David Johnston

Adding the Right Atmosphere to Foggy Photos

David Johnston
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Duration:   11  mins

There are advantages to post-production editing, and one is to create foggy photos out of a natural outdoor landscape. Foggy photos do not always start with a picture of a landscape dripping with fog and mist. In this premium video, Photography Guide’s David Johnston takes you into his editing suite and creates foggy photos through the magic of Photoshop Lightroom.

In Lightroom, David starts the editing process with his image of decaying trees in swamp water, a brown and black scene. Since the eye is normally drawn to the brightest section of a photo, he crops out the sky to lay emphasis on the Spanish moss on the cypress trees. To create foggy photos, it is usually best to decrease clarity and contrast. In foggy photos, the separation happens between foreground and background objects. He slightly lowers the Dehaze slider, then pumps up selected colors. He selects a masking brush tool and paints in fog around the main subject, the cypress tree, and the foreground of water.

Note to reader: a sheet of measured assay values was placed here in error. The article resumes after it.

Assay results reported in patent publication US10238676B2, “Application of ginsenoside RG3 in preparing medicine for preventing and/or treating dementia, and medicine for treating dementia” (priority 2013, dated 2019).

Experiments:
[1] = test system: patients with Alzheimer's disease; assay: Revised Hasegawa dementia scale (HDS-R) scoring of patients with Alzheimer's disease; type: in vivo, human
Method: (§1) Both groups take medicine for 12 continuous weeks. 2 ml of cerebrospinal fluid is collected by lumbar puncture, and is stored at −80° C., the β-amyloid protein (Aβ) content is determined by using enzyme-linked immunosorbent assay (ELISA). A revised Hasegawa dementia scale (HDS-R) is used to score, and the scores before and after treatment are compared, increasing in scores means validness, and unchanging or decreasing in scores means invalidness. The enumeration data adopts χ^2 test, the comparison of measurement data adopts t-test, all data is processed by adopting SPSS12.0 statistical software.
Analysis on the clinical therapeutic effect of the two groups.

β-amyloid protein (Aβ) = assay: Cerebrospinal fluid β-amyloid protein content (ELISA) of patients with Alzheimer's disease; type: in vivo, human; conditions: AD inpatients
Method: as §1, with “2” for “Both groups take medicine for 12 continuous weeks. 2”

Next, he goes back to his Dehaze slider and decreases it, creating fog in the background. Finally, he selects a new mask and paints the far-off background. To add more exact edits, he reduces the size of his brush and paints over small areas. Finally, he dials back the Dehaze slider again. This whole sequence is designed to create a soft, blended effect. To create foggy photos. you can follow David’s editing process in his swamp image as a good template.

Even if you are capturing natural foggy photos, it pays to make adjustments in post-processing. You will be pleased with the results. In this premium video, Outdoor Photography Guide’s pro David Johnston creates an editing template to improve your foggy photos.

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